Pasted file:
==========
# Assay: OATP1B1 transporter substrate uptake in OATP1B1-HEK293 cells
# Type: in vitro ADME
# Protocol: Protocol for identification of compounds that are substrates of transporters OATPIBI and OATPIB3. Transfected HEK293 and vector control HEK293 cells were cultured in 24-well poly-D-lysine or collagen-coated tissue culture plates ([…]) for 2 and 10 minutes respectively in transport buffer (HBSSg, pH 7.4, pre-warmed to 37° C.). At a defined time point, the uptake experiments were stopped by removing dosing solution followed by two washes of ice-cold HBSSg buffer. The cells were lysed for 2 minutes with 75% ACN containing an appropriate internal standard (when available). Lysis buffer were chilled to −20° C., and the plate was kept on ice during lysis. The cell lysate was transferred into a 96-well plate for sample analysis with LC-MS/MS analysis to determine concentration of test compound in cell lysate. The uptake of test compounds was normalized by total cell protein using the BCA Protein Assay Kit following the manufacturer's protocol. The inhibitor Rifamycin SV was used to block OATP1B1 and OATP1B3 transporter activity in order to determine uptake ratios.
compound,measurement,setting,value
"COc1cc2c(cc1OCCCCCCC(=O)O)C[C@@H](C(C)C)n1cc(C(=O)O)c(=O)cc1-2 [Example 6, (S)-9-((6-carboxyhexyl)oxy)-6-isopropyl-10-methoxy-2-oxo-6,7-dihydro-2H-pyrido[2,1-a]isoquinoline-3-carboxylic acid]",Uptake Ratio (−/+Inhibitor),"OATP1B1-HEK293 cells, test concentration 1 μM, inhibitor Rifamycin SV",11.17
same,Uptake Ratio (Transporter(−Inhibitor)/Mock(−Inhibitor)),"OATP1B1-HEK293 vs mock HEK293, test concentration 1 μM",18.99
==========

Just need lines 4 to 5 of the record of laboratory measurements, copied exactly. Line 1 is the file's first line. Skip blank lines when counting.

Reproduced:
compound,measurement,setting,value
"COc1cc2c(cc1OCCCCCCC(=O)O)C[C@@H](C(C)C)n1cc(C(=O)O)c(=O)cc1-2 [Example 6, (S)-9-((6-carboxyhexyl)oxy)-6-isopropyl-10-methoxy-2-oxo-6,7-dihydro-2H-pyrido[2,1-a]isoquinoline-3-carboxylic acid]",Uptake Ratio (−/+Inhibitor),"OATP1B1-HEK293 cells, test concentration 1 μM, inhibitor Rifamycin SV",11.17